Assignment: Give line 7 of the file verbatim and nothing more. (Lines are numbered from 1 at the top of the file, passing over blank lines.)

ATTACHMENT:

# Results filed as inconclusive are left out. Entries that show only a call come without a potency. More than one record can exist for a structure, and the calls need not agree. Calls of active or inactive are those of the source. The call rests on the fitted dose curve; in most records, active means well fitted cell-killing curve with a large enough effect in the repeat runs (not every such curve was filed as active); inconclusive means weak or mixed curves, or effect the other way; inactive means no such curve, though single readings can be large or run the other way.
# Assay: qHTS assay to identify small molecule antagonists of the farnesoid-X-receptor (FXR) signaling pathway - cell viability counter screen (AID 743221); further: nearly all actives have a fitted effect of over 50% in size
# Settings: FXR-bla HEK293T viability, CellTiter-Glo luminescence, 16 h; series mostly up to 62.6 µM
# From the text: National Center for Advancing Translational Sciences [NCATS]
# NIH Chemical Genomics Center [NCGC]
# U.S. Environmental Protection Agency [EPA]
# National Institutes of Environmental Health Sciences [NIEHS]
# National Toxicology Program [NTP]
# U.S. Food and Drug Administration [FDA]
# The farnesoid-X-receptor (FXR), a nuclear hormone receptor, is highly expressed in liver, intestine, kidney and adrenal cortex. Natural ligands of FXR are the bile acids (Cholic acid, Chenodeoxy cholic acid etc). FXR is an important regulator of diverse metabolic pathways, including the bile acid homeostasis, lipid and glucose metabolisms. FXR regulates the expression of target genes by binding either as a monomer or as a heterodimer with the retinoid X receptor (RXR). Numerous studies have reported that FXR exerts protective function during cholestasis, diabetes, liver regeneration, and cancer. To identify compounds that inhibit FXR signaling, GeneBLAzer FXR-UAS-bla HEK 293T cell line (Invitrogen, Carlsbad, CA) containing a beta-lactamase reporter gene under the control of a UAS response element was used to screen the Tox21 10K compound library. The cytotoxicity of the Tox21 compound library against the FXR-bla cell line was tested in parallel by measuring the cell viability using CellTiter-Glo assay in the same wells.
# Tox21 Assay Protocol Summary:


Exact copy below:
# National Institutes of Environmental Health Sciences [NIEHS]